In the summer you might end up going for a lager
at a pretty beer garden named for the slaughter
of the endangered red fox by marauding dogs
followed by boomy packs of rich folk on horseback
who own the dogs, the horses, the land where the fox
lived its short life. You might be interested to know
that in the UK it is no longer legal to let the dogs
tear the fox to shreds. It must be killed humanely
whereby the hunters dismount, walk towards the fox
in their high brown boots and shoot it in the head.
Meanwhile hunt saboteurs lay citronella to put the dogs
off the scent, and wires to trip the horses (poor horses).
You may end up wanting to tripwire the property
market because you hate the property market.
You end up at an auction where young people bid
astronomical amounts for dumps in outer suburbs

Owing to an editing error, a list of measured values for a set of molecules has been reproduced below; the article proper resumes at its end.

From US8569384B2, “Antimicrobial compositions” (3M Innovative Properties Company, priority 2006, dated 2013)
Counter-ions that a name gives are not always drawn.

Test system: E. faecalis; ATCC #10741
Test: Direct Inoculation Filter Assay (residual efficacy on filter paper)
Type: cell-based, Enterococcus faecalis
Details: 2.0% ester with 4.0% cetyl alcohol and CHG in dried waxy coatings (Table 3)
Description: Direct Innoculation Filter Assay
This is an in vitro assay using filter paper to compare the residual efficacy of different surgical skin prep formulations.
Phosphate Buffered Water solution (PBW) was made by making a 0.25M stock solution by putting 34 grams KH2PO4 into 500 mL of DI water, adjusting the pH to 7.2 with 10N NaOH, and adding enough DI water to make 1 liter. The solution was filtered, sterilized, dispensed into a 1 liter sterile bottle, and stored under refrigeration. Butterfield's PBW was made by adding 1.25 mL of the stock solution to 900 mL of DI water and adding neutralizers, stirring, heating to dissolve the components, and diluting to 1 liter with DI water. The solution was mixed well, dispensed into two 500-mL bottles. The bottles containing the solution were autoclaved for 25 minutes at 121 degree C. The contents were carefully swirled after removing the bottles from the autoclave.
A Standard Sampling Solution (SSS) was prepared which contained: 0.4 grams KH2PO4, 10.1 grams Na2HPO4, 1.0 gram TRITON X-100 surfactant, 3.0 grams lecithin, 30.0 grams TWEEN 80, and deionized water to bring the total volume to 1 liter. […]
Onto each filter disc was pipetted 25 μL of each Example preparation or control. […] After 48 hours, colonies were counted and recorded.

which they could make into a home with a bit of work.
But the investor in the corner walks over in their boots
and bids and bids until they own all the houses. They
can’t live in all the houses, they don’t need all the houses
but they want them, and they can have them because
the policy-makers say that they can. They say, one day
we’ll build more houses, we’ll limit investing, and also
young people like flatting, they like houses the size of
a cupboard. Not us, but then, we’ve always had a house
we’ve always had a house with two bathrooms, a garden
and a garage in a nice street. Oh, and we have another
house, in the country, and the fox is already dead.
Anne Kennedy is a poet, fiction writer and screenplay editor. Her most recent books are Moth Hour (AUP) and The Ice Shelf (VUP). Awards include the NZ Post Book Award for Poetry and the Montana Book Award for Poetry.